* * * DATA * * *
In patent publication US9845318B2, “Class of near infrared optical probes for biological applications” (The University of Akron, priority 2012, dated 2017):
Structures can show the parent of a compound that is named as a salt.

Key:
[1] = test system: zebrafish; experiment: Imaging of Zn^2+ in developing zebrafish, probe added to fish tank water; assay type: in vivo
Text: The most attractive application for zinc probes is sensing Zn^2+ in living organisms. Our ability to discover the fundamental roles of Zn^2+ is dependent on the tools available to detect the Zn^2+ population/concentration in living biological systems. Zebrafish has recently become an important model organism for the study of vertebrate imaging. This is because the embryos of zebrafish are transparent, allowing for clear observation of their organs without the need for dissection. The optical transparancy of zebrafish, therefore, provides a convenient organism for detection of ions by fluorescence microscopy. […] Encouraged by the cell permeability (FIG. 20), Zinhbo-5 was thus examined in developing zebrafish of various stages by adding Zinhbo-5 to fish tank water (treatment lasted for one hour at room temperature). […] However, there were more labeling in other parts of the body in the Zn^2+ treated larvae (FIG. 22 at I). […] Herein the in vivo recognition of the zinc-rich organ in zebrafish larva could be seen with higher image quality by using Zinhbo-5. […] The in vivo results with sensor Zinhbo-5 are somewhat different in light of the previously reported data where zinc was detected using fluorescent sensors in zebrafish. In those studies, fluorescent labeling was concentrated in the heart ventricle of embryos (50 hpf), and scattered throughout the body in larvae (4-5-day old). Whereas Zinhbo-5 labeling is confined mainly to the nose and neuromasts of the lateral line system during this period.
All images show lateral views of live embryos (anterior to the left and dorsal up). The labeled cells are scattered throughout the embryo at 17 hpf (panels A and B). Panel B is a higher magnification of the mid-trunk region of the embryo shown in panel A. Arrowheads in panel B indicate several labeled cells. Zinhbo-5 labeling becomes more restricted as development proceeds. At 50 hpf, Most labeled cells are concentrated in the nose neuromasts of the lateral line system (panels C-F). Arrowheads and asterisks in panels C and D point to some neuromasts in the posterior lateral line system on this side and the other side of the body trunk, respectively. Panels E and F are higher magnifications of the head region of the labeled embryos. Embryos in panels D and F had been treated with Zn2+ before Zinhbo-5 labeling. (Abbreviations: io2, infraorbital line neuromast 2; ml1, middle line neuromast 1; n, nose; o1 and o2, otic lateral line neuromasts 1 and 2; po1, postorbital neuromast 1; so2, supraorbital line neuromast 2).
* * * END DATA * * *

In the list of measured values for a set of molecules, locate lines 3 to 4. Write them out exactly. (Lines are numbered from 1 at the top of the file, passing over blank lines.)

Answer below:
Key:
[1] = test system: zebrafish; experiment: Imaging of Zn^2+ in developing zebrafish, probe added to fish tank water; assay type: in vivo